Amid discussions to close the county Library, it seems that the Freeholder liaison has missed most of the meetings. I blasted Magazzu and crew when they reneged on their sworn duties to represent the taxpayers by blowing off their committees, and I am not going to be silent when our current freeholders do the same.
Official minutes from commission meetings show Fiocchi has attended just three of nine monthly meetings this year. The commission did not meet in June and July. Fiocchi does not dispute the attendance records.
If you do not have plans to attend at least a majority of the committee meetings as you promised when accepting appointment to committees, you should step down. I don’t care if you are Jane Jannarone or Sam Fiocchi. I happen to like Sam, an fully supported him in his campaign, but reading this sort of news in the paper is disconcerting. I support candidates that keep their word and work for their constituents.
The debate on closing the library is emotional. When times get tough, the arts and culture is the first to feel the axe, as these are considered non-critical. Of course I disagree with this assessment – they continue to find tons of money to pay lawyers, who in my opinion should be the first to be cut! But that is just me…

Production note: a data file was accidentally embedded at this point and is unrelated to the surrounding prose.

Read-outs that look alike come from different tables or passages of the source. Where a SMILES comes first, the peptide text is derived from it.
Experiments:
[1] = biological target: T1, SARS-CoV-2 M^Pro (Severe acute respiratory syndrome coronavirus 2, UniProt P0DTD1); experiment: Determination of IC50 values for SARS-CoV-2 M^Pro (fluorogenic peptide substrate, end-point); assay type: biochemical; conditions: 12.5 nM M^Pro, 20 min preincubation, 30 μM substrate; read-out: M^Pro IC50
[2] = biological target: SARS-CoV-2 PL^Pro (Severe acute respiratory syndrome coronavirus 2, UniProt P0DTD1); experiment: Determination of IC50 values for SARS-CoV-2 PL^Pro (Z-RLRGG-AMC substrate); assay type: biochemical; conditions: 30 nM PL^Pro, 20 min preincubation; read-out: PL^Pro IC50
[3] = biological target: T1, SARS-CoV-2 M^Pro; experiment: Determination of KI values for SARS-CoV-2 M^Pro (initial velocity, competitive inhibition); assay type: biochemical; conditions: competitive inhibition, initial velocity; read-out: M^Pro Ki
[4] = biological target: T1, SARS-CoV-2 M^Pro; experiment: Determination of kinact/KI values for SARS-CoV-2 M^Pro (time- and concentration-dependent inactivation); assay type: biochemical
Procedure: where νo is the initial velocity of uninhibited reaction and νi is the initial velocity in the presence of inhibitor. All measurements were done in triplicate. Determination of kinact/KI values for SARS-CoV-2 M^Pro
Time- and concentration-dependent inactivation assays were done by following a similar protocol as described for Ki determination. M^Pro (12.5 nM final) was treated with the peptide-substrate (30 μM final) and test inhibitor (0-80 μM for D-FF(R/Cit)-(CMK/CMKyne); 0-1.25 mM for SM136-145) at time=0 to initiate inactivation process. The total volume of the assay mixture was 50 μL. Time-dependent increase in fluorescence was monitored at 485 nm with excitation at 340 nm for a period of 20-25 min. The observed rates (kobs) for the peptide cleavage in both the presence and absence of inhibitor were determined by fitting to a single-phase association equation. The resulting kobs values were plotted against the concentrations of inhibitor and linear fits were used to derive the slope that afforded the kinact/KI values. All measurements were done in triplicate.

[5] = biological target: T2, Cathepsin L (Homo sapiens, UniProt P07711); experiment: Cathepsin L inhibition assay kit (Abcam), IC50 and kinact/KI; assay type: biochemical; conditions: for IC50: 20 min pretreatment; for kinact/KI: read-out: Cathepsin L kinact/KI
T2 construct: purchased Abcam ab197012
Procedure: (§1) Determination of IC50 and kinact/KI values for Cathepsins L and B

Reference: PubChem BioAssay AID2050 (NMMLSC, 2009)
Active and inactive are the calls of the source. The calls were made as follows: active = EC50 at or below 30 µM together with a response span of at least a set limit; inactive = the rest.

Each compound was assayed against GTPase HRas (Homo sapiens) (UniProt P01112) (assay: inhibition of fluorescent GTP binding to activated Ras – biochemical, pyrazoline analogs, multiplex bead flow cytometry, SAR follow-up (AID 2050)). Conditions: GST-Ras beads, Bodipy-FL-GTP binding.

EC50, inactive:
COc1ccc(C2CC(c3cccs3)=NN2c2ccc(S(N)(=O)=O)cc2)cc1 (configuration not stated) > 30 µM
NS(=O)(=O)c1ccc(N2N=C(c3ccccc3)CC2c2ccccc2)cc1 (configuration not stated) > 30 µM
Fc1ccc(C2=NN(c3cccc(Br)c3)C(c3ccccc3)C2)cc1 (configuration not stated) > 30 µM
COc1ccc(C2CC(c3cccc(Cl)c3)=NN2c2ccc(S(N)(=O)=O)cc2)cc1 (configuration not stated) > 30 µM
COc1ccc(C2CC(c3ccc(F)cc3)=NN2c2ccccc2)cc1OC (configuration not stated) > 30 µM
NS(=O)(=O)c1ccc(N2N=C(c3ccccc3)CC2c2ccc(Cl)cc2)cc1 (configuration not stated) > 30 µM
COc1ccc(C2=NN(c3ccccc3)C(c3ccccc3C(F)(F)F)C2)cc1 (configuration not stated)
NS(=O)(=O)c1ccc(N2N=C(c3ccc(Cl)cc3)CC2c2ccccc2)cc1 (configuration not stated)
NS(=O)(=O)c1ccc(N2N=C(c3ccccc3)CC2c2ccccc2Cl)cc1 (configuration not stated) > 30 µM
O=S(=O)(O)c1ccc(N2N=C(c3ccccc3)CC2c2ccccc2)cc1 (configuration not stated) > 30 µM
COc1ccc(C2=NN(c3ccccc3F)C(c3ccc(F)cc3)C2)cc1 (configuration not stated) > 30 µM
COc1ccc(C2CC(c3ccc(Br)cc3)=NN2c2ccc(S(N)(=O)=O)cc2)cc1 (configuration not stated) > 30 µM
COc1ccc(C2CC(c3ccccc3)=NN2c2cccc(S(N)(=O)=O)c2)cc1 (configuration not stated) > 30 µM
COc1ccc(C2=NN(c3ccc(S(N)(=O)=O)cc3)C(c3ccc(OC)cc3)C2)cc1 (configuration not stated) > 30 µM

However, the arguments made by the supporters of the county library don’t hold much water. For instance:
(Committee V.P. Mary) Moyer and other advocates, including Cumberland County Library Director Jean Edwards, have said closing the facility near the Bridgeton-Fairfield borer dwould be a blow to residents who live far from one of Cumberland’s three city libraries.
The county library is just outside the city of Bridgeton, which has it’s own library. The only way to get to the county library is if you own your own vehicle, as it is located on the outskirts of Bridgeton, and not near any population center. That argument is ludicrous, if someone can make it to the county library, they can certainly make it to the Bridgeton library.
The county has five libraries, so to refuse to even consider consolidation at any level reeks of personal empire building. The arguments that those seeking jobs and that do not have access to a computer would be hurt by closing the county branch fall quite short. Again, if somebody cannot afford a computer in this day and age, they most likely do not have transportation either. The county has two One-Stop Employment centers, and as the give-away of thousands of dollars to victims of a recent storm have proved, if someone wants something bad enough, they will find a way to get there.
However, just as it is incumbent on the library commission to be open-minded and willing to compromise, it is also critical that the county elected leaders make the minimal effort of showing up and listening to the other side.